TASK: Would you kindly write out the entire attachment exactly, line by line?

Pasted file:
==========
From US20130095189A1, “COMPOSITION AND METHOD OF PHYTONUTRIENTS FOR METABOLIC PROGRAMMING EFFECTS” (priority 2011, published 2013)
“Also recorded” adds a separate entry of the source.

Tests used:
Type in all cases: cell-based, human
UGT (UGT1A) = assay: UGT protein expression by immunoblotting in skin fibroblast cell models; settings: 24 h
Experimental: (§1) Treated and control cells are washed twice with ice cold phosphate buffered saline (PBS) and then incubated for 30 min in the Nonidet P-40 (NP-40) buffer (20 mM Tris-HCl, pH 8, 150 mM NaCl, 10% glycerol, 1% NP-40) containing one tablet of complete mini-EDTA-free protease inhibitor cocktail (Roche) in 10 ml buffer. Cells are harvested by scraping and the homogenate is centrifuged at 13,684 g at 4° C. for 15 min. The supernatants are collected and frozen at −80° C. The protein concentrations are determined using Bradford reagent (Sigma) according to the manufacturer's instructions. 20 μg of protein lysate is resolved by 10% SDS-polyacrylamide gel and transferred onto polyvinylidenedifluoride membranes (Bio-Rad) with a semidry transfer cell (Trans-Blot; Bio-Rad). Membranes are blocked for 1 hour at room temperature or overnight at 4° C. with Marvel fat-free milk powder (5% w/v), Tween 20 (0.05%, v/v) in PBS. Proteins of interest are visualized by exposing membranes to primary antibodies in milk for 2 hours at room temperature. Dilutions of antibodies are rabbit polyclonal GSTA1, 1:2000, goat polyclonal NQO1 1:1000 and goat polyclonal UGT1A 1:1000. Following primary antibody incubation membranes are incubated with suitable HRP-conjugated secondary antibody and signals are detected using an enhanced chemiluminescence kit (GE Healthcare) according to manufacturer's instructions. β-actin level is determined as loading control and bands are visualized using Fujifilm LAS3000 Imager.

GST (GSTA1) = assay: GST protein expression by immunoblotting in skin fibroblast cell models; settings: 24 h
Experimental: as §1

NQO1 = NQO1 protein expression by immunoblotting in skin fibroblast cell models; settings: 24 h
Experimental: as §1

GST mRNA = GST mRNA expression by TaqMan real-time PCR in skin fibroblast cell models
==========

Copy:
From US20130095189A1, “COMPOSITION AND METHOD OF PHYTONUTRIENTS FOR METABOLIC PROGRAMMING EFFECTS” (priority 2011, published 2013)
“Also recorded” adds a separate entry of the source.

Tests used:
Type in all cases: cell-based, human
UGT (UGT1A) = assay: UGT protein expression by immunoblotting in skin fibroblast cell models; settings: 24 h
Experimental: (§1) Treated and control cells are washed twice with ice cold phosphate buffered saline (PBS) and then incubated for 30 min in the Nonidet P-40 (NP-40) buffer (20 mM Tris-HCl, pH 8, 150 mM NaCl, 10% glycerol, 1% NP-40) containing one tablet of complete mini-EDTA-free protease inhibitor cocktail (Roche) in 10 ml buffer. Cells are harvested by scraping and the homogenate is centrifuged at 13,684 g at 4° C. for 15 min. The supernatants are collected and frozen at −80° C. The protein concentrations are determined using Bradford reagent (Sigma) according to the manufacturer's instructions. 20 μg of protein lysate is resolved by 10% SDS-polyacrylamide gel and transferred onto polyvinylidenedifluoride membranes (Bio-Rad) with a semidry transfer cell (Trans-Blot; Bio-Rad). Membranes are blocked for 1 hour at room temperature or overnight at 4° C. with Marvel fat-free milk powder (5% w/v), Tween 20 (0.05%, v/v) in PBS. Proteins of interest are visualized by exposing membranes to primary antibodies in milk for 2 hours at room temperature. Dilutions of antibodies are rabbit polyclonal GSTA1, 1:2000, goat polyclonal NQO1 1:1000 and goat polyclonal UGT1A 1:1000. Following primary antibody incubation membranes are incubated with suitable HRP-conjugated secondary antibody and signals are detected using an enhanced chemiluminescence kit (GE Healthcare) according to manufacturer's instructions. β-actin level is determined as loading control and bands are visualized using Fujifilm LAS3000 Imager.

GST (GSTA1) = assay: GST protein expression by immunoblotting in skin fibroblast cell models; settings: 24 h
Experimental: as §1

NQO1 = NQO1 protein expression by immunoblotting in skin fibroblast cell models; settings: 24 h
Experimental: as §1

GST mRNA = GST mRNA expression by TaqMan real-time PCR in skin fibroblast cell models